Such self corrections after the military acts inappropriately are common and as bad as our national media is even it decides that widespread coverage of such events is the right thing to do. They bury a lot of important stories. It would be all too easy for them to bury that too.

    What we are facing today is not some culture borne out of our military past unless you go back to the Civil War and there is plenty of evidence that the followers of today’s white supremacist movements all seek to reinvent a new rebellion against the current government so they can act out their plans to enslave or exterminate minorities.

    The current administration has given aid and comfort to those folks with anti-immigrant rhetoric like calling them rapists and murderers as well as by appointing folks who use these sentiments for political advantage much like the Nazis used antisemitic rhetoric to drive support for their party. It is the most ugly and immoral opportunism America has ever experienced at a national level of control by one party. Sure there have been candidates and movements but never has a majority party embraced such tactics so boldly and brazenly to consolidate support among the haters in America.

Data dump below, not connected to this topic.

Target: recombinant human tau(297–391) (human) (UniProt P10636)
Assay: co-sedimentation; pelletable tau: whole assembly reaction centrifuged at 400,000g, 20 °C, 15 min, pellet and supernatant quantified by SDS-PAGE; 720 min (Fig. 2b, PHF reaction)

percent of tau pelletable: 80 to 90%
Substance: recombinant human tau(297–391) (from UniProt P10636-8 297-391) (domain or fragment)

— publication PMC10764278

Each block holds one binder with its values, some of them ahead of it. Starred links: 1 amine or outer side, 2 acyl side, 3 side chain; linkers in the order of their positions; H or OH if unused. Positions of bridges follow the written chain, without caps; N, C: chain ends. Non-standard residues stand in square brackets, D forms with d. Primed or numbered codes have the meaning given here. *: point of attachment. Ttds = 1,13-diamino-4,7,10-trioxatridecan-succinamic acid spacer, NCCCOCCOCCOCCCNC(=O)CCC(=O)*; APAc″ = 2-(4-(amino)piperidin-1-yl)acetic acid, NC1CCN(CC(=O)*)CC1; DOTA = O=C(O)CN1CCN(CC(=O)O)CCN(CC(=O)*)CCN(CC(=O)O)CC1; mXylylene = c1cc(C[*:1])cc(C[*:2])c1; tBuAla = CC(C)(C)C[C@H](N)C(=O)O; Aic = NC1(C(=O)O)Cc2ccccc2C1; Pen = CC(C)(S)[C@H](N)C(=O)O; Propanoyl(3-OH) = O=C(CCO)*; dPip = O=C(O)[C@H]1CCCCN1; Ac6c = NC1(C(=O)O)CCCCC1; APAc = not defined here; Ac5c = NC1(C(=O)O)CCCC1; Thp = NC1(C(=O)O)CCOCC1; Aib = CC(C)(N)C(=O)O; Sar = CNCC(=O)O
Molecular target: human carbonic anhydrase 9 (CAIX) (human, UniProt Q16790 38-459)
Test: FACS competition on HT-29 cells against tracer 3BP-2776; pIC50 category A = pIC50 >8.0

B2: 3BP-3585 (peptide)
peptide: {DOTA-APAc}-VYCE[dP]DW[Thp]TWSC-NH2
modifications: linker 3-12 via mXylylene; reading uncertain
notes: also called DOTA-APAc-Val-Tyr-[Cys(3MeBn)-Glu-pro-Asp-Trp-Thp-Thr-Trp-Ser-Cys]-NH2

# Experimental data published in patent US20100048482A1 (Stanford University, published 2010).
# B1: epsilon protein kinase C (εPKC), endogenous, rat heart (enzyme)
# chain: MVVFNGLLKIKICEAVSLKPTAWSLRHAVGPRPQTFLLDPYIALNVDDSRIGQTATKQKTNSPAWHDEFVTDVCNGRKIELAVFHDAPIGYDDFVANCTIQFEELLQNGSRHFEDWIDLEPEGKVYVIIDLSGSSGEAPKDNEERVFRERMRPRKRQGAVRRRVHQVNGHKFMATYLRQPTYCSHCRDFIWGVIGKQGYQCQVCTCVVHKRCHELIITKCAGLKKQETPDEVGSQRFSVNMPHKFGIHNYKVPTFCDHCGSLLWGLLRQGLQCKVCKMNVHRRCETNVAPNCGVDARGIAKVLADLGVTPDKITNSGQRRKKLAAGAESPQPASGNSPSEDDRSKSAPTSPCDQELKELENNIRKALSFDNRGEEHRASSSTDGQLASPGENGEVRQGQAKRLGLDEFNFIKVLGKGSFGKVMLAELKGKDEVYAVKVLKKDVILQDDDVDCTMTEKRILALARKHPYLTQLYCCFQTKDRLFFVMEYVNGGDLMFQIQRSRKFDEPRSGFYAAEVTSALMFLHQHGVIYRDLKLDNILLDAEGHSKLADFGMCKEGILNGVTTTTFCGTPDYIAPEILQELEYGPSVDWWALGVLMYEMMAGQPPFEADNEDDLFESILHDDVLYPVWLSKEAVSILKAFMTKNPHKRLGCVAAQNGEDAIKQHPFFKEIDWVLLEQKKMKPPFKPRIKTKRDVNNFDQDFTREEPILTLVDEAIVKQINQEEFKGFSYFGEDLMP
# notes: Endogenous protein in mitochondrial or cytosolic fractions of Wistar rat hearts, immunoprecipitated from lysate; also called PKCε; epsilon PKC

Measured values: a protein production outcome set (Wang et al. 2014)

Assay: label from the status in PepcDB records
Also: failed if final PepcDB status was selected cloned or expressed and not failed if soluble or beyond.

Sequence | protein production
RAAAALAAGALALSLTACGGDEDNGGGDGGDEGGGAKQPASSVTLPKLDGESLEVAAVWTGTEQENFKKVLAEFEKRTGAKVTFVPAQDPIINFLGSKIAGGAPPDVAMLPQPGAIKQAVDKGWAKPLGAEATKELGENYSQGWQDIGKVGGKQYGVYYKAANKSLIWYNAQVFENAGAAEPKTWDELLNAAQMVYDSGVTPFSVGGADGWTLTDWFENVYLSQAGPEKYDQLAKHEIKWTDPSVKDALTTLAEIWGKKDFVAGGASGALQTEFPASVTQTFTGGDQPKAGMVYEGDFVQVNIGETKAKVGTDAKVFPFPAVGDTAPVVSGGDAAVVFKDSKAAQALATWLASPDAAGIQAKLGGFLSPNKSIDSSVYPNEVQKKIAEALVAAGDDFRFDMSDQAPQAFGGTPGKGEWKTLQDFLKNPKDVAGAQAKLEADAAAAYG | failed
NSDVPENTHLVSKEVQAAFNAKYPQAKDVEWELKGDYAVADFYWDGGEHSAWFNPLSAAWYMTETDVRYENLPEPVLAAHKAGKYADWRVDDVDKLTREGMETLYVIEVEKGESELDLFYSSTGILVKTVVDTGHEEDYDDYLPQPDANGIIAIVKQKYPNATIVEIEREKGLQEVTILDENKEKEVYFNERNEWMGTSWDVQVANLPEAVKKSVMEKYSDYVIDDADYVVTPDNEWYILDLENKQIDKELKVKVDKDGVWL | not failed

If that is what they have to do to stay in power then they must not have any strategy to appeal to good kind Americans and have resorted to appealing to the folks which we do not identify with as having the American egalitarian democratic values which formed our free nation, abolished slavery, liberated the World from tyranny, inspired many nations to throw off their yokes of tyranny and emulate our Constitution with their own democratic models.

    Having said that, I do agree that the Vietnam war was an unjustified war. The threat was never realized and today Vietnam is one of the more American friendly nations. Some might chalk it up to our military intervention there but it is more likely that having defeated a foreign imperial power (The USA), much like we did in our formative period, they then set about constructing a government with the same impulses that our nation had once freed from British rule. The bad part was like Britain, we were the impetus for their positive change not the creators of it.